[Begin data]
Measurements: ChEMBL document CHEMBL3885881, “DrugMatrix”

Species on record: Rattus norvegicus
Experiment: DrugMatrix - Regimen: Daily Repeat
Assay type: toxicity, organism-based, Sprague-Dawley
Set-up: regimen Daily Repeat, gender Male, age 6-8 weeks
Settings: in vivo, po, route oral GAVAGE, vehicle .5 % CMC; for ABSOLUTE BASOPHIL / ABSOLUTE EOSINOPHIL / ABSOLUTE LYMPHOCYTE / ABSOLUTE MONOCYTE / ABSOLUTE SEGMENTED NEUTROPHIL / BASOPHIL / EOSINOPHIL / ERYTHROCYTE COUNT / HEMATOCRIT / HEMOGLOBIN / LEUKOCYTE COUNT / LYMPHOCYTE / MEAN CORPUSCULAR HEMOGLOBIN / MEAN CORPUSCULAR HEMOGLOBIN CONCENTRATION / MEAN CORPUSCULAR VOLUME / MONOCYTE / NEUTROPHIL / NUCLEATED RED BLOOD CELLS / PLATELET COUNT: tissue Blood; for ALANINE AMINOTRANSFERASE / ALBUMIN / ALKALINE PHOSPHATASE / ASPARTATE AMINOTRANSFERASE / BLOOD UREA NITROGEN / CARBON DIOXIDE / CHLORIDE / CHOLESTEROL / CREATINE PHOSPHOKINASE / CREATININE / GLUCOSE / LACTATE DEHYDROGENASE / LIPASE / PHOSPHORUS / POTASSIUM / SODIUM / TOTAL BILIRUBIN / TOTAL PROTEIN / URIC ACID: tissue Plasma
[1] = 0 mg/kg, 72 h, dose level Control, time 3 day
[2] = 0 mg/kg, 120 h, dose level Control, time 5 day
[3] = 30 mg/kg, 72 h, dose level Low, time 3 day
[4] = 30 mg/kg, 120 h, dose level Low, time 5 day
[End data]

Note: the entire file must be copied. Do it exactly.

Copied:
Measurements: ChEMBL document CHEMBL3885881, “DrugMatrix”

Species on record: Rattus norvegicus
Experiment: DrugMatrix - Regimen: Daily Repeat
Assay type: toxicity, organism-based, Sprague-Dawley
Set-up: regimen Daily Repeat, gender Male, age 6-8 weeks
Settings: in vivo, po, route oral GAVAGE, vehicle .5 % CMC; for ABSOLUTE BASOPHIL / ABSOLUTE EOSINOPHIL / ABSOLUTE LYMPHOCYTE / ABSOLUTE MONOCYTE / ABSOLUTE SEGMENTED NEUTROPHIL / BASOPHIL / EOSINOPHIL / ERYTHROCYTE COUNT / HEMATOCRIT / HEMOGLOBIN / LEUKOCYTE COUNT / LYMPHOCYTE / MEAN CORPUSCULAR HEMOGLOBIN / MEAN CORPUSCULAR HEMOGLOBIN CONCENTRATION / MEAN CORPUSCULAR VOLUME / MONOCYTE / NEUTROPHIL / NUCLEATED RED BLOOD CELLS / PLATELET COUNT: tissue Blood; for ALANINE AMINOTRANSFERASE / ALBUMIN / ALKALINE PHOSPHATASE / ASPARTATE AMINOTRANSFERASE / BLOOD UREA NITROGEN / CARBON DIOXIDE / CHLORIDE / CHOLESTEROL / CREATINE PHOSPHOKINASE / CREATININE / GLUCOSE / LACTATE DEHYDROGENASE / LIPASE / PHOSPHORUS / POTASSIUM / SODIUM / TOTAL BILIRUBIN / TOTAL PROTEIN / URIC ACID: tissue Plasma
[1] = 0 mg/kg, 72 h, dose level Control, time 3 day
[2] = 0 mg/kg, 120 h, dose level Control, time 5 day
[3] = 30 mg/kg, 72 h, dose level Low, time 3 day
[4] = 30 mg/kg, 120 h, dose level Low, time 5 day